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0

Upgrading from sbt 0.13.5 to 0.13.6 as per @Salem's comment will fix the problem.


1

Found that in play 2.3 the action's call function uses Result and not SimpleResult, so switching to Result solves the problem.


1

You could use @repeat helper. E.g provided by play docs @repeat(myForm("emails"), min = 1) { emailField => @inputText(emailField) } See more


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It looks a bit strange to see localhost mentioned in a replica set configuration as it will resolve to 127.0.0.1 on all machines. I don't know for certain, but my guess is that your client is trying to connect to itself and not 192.168.1.1 (which I guess is the master). MongoDB provides a tutorial on how to change the hostnames in a replica set. Try ...


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Are you connecting via https? If so, you may not have a certificate set up. The simplest fix would be to connect via http instead of https. If you really want https, though, you could generate a self-signed certificate: keytool -genkey -alias MyKey -keyalg RSA -keysize 2048 -keystore keystore.jks play -Dhttps.port=9443 -Dhttps.keyStore=keystore.jks ...


1

Neither Play framework nor the mentioned Mailer plugin have any built-in SMTP server so you need an external one in order to send mails. That is why a SMTP host is required by the Mailer plugin. smtp.host (mandatory) The reason why authentication credentials are marked in the documentation as optional is because you may configure your SMTP server to ...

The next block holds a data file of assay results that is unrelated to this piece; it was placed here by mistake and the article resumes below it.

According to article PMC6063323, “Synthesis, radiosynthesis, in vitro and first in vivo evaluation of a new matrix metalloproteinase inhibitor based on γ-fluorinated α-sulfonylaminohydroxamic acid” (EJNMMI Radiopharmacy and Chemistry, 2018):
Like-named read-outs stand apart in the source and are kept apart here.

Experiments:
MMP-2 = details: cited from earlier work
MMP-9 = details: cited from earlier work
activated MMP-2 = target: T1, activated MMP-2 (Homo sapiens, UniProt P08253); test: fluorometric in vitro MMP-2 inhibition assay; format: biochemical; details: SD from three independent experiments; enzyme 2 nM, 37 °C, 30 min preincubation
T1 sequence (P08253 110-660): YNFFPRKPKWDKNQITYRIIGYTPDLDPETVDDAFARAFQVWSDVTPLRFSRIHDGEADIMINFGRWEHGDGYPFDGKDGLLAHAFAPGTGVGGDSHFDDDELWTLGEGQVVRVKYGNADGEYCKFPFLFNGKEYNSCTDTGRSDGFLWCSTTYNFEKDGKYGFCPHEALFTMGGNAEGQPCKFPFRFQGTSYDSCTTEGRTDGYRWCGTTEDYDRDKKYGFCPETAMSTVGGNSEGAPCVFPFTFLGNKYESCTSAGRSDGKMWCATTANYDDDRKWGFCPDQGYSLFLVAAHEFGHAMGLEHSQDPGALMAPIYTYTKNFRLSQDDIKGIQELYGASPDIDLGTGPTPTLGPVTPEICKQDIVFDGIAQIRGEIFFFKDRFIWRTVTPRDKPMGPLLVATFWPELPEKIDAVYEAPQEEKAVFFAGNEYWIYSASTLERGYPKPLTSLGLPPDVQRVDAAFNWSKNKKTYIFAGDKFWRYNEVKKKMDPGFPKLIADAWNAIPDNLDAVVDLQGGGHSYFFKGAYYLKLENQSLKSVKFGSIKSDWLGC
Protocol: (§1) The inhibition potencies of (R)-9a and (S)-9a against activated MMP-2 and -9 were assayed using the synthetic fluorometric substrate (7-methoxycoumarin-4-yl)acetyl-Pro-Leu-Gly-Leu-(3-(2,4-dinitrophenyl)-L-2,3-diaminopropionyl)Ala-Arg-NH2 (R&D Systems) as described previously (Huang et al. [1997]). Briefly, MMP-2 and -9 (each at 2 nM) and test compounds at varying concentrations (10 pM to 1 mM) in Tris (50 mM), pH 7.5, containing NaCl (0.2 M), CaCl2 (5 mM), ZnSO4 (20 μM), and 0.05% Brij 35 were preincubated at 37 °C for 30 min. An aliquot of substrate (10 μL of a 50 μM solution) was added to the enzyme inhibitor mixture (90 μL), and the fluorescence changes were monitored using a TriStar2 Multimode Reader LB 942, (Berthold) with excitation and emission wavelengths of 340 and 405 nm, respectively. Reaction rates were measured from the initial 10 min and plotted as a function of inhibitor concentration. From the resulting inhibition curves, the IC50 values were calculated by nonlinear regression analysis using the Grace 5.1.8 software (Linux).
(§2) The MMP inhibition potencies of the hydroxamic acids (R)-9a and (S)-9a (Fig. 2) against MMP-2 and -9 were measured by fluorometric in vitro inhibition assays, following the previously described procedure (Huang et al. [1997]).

1

A possible way to go is to use a Singeleton Object which is initialized in the Global.scala. The Global Object has to go in the scala-root of the application or to be configured through application.conf. Singleton for shared Data in app/shared/Shared.scala(the name is free) package shared object Shared { private var data: Int = 0 def setData(d: Int) ...


0

When in doubt, roll your own solution. import scala.concurrent.{ Future, Promise } import play.api.libs.concurrent._ import play.api.libs.iteratee._ import play.api.libs.iteratee.Input._ import play.api.libs.json._ import play.api.http.{ Writeable, ContentTypeOf } import play.api.libs.ws.WS._ import play.api.libs.ws.{SignatureCalculator, Response} import ...


1

I haven't found any interesting built-in authorization module. Play docs tell us to take a look at Deadbolt, so I'd say you must check http://deadbolt.ws/#/java-docs and https://github.com/schaloner/deadbolt-2 Once that's the one they tell us to do. I tried Deadbolt2 and looks pretty nice. Hope it helps


1

Remove @Transactional annotations, they are useful only in controllers. Wrap CRM import with JPA.withTransaction method. Java 8 syntax: JPA.withTransaction(() -> { ImportCrmData.start(); }); And non Java 8 syntax: JPA.withTransaction(new Callback0() { @Override public void invoke() throws Throwable { ImportCrmData.start(); } ...


1

As in this issue pointed out, if you want to access the configuration during application startup, you should use the onStart method.


0

Sadly that is a design limitation with the pre 2.4 versions of play, there isn't really any good way around it. There is also internal pieces of play that uses the global play instance, so even if your code didn't then it still wouldn't be safe to run tests that uses WithApplication for example in parallell. One thing you could do is try to separate things ...


0

Well javascript can be easy solution . You can use jspdf .